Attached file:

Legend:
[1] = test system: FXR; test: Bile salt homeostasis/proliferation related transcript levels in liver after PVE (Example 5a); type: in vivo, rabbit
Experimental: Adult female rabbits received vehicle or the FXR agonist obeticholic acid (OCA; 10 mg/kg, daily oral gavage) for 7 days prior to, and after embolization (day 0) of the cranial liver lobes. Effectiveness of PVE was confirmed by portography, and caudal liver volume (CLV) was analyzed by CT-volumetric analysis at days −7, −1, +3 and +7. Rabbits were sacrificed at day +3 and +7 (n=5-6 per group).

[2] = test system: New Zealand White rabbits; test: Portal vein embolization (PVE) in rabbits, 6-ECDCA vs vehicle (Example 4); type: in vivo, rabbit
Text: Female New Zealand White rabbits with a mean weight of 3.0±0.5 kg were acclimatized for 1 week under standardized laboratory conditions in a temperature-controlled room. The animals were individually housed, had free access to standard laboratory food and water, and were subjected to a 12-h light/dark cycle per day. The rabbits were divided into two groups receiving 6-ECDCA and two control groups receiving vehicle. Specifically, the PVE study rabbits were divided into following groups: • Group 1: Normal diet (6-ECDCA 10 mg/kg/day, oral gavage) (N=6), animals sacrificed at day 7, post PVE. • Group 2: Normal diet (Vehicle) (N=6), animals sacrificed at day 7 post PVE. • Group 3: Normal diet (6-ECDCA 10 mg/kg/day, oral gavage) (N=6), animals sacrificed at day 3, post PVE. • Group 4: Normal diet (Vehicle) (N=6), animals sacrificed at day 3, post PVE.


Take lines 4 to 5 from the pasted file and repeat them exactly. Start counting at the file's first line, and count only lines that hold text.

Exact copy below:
[2] = test system: New Zealand White rabbits; test: Portal vein embolization (PVE) in rabbits, 6-ECDCA vs vehicle (Example 4); type: in vivo, rabbit
Text: Female New Zealand White rabbits with a mean weight of 3.0±0.5 kg were acclimatized for 1 week under standardized laboratory conditions in a temperature-controlled room. The animals were individually housed, had free access to standard laboratory food and water, and were subjected to a 12-h light/dark cycle per day. The rabbits were divided into two groups receiving 6-ECDCA and two control groups receiving vehicle. Specifically, the PVE study rabbits were divided into following groups: • Group 1: Normal diet (6-ECDCA 10 mg/kg/day, oral gavage) (N=6), animals sacrificed at day 7, post PVE. • Group 2: Normal diet (Vehicle) (N=6), animals sacrificed at day 7 post PVE. • Group 3: Normal diet (6-ECDCA 10 mg/kg/day, oral gavage) (N=6), animals sacrificed at day 3, post PVE. • Group 4: Normal diet (Vehicle) (N=6), animals sacrificed at day 3, post PVE.